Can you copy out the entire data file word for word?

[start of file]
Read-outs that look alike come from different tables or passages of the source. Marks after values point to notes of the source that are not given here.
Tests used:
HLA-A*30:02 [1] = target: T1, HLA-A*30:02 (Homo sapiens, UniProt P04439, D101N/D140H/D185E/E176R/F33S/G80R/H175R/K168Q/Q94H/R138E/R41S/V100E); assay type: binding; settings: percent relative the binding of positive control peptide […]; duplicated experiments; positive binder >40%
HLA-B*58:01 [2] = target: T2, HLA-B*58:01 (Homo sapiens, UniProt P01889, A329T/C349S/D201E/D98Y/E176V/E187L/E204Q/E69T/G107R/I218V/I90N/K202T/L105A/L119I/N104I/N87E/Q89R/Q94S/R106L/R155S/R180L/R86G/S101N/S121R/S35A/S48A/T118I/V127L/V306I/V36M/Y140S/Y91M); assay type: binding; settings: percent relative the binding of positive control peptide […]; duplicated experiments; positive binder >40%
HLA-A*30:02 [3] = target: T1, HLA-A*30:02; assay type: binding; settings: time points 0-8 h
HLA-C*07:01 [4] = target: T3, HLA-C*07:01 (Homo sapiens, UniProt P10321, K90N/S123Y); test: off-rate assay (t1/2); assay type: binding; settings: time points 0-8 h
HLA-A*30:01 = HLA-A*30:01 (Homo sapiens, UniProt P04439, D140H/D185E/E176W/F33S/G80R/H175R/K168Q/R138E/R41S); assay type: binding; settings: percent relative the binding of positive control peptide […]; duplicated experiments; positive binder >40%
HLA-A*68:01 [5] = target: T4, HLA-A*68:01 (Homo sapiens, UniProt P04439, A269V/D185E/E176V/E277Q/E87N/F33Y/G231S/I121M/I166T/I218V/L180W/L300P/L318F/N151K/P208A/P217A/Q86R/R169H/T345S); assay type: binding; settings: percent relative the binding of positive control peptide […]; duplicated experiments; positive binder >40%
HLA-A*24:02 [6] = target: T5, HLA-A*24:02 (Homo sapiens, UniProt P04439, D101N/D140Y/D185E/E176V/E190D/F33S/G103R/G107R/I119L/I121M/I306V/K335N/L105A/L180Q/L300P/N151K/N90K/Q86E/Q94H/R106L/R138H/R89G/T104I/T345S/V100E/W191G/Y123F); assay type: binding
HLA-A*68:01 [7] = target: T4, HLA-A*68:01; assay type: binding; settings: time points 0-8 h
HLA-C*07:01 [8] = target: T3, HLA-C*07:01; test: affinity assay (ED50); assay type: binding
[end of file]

Read-outs that look alike come from different tables or passages of the source. Marks after values point to notes of the source that are not given here.
Tests used:
HLA-A*30:02 [1] = target: T1, HLA-A*30:02 (Homo sapiens, UniProt P04439, D101N/D140H/D185E/E176R/F33S/G80R/H175R/K168Q/Q94H/R138E/R41S/V100E); assay type: binding; settings: percent relative the binding of positive control peptide […]; duplicated experiments; positive binder >40%
HLA-B*58:01 [2] = target: T2, HLA-B*58:01 (Homo sapiens, UniProt P01889, A329T/C349S/D201E/D98Y/E176V/E187L/E204Q/E69T/G107R/I218V/I90N/K202T/L105A/L119I/N104I/N87E/Q89R/Q94S/R106L/R155S/R180L/R86G/S101N/S121R/S35A/S48A/T118I/V127L/V306I/V36M/Y140S/Y91M); assay type: binding; settings: percent relative the binding of positive control peptide […]; duplicated experiments; positive binder >40%
HLA-A*30:02 [3] = target: T1, HLA-A*30:02; assay type: binding; settings: time points 0-8 h
HLA-C*07:01 [4] = target: T3, HLA-C*07:01 (Homo sapiens, UniProt P10321, K90N/S123Y); test: off-rate assay (t1/2); assay type: binding; settings: time points 0-8 h
HLA-A*30:01 = HLA-A*30:01 (Homo sapiens, UniProt P04439, D140H/D185E/E176W/F33S/G80R/H175R/K168Q/R138E/R41S); assay type: binding; settings: percent relative the binding of positive control peptide […]; duplicated experiments; positive binder >40%
HLA-A*68:01 [5] = target: T4, HLA-A*68:01 (Homo sapiens, UniProt P04439, A269V/D185E/E176V/E277Q/E87N/F33Y/G231S/I121M/I166T/I218V/L180W/L300P/L318F/N151K/P208A/P217A/Q86R/R169H/T345S); assay type: binding; settings: percent relative the binding of positive control peptide […]; duplicated experiments; positive binder >40%
HLA-A*24:02 [6] = target: T5, HLA-A*24:02 (Homo sapiens, UniProt P04439, D101N/D140Y/D185E/E176V/E190D/F33S/G103R/G107R/I119L/I121M/I306V/K335N/L105A/L180Q/L300P/N151K/N90K/Q86E/Q94H/R106L/R138H/R89G/T104I/T345S/V100E/W191G/Y123F); assay type: binding
HLA-A*68:01 [7] = target: T4, HLA-A*68:01; assay type: binding; settings: time points 0-8 h
HLA-C*07:01 [8] = target: T3, HLA-C*07:01; test: affinity assay (ED50); assay type: binding